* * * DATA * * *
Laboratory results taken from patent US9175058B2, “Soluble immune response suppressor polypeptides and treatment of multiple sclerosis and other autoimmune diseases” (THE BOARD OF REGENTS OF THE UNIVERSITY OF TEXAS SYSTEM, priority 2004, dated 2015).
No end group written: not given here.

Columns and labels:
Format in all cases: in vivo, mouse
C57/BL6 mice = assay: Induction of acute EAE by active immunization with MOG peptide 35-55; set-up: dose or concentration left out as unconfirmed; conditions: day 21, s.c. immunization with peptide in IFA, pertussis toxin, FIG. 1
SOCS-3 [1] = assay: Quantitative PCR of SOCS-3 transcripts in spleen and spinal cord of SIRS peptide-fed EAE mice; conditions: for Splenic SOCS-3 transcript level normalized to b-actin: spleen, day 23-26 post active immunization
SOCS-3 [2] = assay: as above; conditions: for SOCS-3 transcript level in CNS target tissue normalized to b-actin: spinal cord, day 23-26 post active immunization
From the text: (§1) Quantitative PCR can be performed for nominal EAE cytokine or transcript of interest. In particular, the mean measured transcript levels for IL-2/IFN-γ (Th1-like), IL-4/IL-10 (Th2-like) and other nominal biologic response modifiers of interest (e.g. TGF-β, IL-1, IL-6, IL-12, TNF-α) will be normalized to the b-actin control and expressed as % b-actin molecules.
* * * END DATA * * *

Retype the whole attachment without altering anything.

Laboratory results taken from patent US9175058B2, “Soluble immune response suppressor polypeptides and treatment of multiple sclerosis and other autoimmune diseases” (THE BOARD OF REGENTS OF THE UNIVERSITY OF TEXAS SYSTEM, priority 2004, dated 2015).
No end group written: not given here.

Columns and labels:
Format in all cases: in vivo, mouse
C57/BL6 mice = assay: Induction of acute EAE by active immunization with MOG peptide 35-55; set-up: dose or concentration left out as unconfirmed; conditions: day 21, s.c. immunization with peptide in IFA, pertussis toxin, FIG. 1
SOCS-3 [1] = assay: Quantitative PCR of SOCS-3 transcripts in spleen and spinal cord of SIRS peptide-fed EAE mice; conditions: for Splenic SOCS-3 transcript level normalized to b-actin: spleen, day 23-26 post active immunization
SOCS-3 [2] = assay: as above; conditions: for SOCS-3 transcript level in CNS target tissue normalized to b-actin: spinal cord, day 23-26 post active immunization
From the text: (§1) Quantitative PCR can be performed for nominal EAE cytokine or transcript of interest. In particular, the mean measured transcript levels for IL-2/IFN-γ (Th1-like), IL-4/IL-10 (Th2-like) and other nominal biologic response modifiers of interest (e.g. TGF-β, IL-1, IL-6, IL-12, TNF-α) will be normalized to the b-actin control and expressed as % b-actin molecules.